The Army has already allowed almost 50 illegal immigrants to enlist as members of Congress debate whether to allow them to seek citizenship through military service.
Since January, the Army has accepted into the ranks 46 so-called "Dreamers," or people who have immigrated to the U.S. as children and qualify for President Obama's Deferred Action for Childhood Arrivals (DACA) program, according to retired Army Lt. Col. Margaret Stock.
And there are thousands more waiting to enlist, she said.
The Army this year expanded that program from 1,500 enlistees per year to 3,000 per year, Stock said in an interview with The Hill on Wednesday.
Though she said the expansion was in order to meet recruitment goals, it also allowed for those first Dreamers to enlist, because there was already a backlog of thousands of applicants.
"Otherwise none of them would have been able to sign contracts because there were no spaces left," Stock said.
The program will expand to 5,000 enlistees per year in October, she added.
The Defense Department ordered the Army to begin accepting illegal immigrants who qualify for DACA into the program last year, but that effort stalled because the program was not created to accept people without legal papers.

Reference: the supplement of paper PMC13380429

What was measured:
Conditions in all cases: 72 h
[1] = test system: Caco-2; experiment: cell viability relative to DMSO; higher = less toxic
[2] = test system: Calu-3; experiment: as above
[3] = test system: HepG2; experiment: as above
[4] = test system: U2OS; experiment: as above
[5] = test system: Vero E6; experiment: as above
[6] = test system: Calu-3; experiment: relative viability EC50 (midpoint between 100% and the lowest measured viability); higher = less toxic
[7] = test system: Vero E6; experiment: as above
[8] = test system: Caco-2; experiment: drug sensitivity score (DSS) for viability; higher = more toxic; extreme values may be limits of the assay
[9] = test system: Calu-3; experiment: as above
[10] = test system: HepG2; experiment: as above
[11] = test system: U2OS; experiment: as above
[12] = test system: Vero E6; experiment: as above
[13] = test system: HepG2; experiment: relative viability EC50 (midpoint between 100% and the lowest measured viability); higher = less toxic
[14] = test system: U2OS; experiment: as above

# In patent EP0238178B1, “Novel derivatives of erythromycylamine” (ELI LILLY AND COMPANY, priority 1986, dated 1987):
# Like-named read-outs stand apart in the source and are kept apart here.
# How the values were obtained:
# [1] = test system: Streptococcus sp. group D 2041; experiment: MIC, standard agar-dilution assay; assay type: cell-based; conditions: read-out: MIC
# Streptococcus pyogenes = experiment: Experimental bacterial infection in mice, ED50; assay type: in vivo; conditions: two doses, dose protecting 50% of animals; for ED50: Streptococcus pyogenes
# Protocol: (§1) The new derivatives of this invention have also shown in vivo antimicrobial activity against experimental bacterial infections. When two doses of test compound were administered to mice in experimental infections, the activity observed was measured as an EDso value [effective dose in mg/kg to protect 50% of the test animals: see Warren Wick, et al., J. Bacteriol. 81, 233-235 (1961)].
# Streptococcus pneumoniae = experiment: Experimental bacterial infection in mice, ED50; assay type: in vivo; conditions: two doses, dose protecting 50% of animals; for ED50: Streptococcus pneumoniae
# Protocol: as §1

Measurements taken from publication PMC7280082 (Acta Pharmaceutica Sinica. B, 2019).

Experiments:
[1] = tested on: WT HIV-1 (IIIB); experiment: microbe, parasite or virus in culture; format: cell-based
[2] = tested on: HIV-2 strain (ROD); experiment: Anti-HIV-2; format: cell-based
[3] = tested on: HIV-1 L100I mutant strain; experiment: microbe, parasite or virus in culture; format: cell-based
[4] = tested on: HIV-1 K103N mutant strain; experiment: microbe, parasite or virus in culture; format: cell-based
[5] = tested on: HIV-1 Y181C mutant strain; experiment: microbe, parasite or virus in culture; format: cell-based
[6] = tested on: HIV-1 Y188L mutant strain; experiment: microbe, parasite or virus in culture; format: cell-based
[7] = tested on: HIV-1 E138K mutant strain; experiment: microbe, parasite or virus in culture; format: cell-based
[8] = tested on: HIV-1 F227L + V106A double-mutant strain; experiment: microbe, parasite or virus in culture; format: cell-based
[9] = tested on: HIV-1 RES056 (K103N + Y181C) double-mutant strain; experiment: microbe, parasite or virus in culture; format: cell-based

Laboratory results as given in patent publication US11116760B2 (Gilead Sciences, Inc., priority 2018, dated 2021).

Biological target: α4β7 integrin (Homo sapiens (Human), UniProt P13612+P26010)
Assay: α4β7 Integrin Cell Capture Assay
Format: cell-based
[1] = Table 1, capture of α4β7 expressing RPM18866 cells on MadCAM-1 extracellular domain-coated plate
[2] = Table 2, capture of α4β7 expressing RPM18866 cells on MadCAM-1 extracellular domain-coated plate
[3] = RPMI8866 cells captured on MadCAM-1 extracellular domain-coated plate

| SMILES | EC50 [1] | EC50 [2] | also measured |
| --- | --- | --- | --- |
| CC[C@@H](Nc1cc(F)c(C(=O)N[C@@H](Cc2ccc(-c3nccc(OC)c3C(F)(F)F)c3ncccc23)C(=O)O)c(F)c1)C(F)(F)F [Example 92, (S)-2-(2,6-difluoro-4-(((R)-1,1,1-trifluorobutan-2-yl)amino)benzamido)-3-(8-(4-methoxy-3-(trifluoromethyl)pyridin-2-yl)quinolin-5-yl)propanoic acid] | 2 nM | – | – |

The program, called Military Accessions Vital to the National Interest, was meant to recruit people with medical training or who speak a critical language, such as Mandarin, Urdu or Arabic.
Stock said some members of Congress are frustrated with the low number of Dreamers being recruited through the program, and are now seeking other ways to get them in.
The House next week is set to debate a 2016 defense policy bill that contains an amendment by Marine veteran Rep. Ruben Gallego (D-Ariz.) to encourage the Defense secretary to consider those who qualify for DACA as "vital" to national security, enabling them to enlist in the military.
On Tuesday, a group of 25 House Republicans asked the Rules Committee to remove the amendment, saying it threatened the passage of the bill, which authorizes Pentagon activities and spending.
“This controversial immigration language greatly increases the risk of the [bill's] failure to pass the House. The Rules Committee has the power, and indeed the duty, to prevent such a threat to our national security," said a letter led by Rep. Mo BrooksMo BrooksHispanic leader: Trump team talk on immigration 'encouraging' Alabama rep to seek Senate appointment if Sessions joins Trump administration GOP bill would block undocumenteds from military service MORE (R-Ala.). Brooks, an Armed Services Committee member, was one of two "no" votes against the defense bill.
“Especially in this time of increased terrorism, our national security should not be threatened by allowing such controversial language on a program we have rejected three times as unconstitutional,” the letter said.